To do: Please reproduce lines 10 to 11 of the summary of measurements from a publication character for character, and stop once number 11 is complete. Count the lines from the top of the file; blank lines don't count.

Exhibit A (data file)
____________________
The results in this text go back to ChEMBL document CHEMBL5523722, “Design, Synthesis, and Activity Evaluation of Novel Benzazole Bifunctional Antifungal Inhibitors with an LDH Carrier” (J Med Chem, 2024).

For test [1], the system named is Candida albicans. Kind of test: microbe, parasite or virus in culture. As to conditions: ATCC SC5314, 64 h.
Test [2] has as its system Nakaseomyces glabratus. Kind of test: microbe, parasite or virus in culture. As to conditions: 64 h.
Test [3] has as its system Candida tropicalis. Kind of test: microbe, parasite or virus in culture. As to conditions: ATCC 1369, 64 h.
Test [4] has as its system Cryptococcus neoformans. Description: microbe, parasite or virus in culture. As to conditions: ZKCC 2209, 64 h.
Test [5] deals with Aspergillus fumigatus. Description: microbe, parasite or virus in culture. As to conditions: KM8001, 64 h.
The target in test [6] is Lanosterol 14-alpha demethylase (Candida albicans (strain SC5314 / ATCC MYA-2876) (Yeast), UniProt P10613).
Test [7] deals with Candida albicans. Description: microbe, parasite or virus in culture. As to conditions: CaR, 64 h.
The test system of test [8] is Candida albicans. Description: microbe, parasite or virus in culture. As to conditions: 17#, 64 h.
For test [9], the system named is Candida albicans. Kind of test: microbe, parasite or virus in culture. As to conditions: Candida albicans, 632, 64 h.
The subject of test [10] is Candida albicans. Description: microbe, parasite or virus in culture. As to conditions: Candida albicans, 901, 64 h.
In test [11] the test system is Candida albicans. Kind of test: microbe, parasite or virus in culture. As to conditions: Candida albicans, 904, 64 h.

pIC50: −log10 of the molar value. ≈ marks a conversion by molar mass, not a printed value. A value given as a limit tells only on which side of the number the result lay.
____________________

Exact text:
For test [9], the system named is Candida albicans. Kind of test: microbe, parasite or virus in culture. As to conditions: Candida albicans, 632, 64 h.
The subject of test [10] is Candida albicans. Description: microbe, parasite or virus in culture. As to conditions: Candida albicans, 901, 64 h.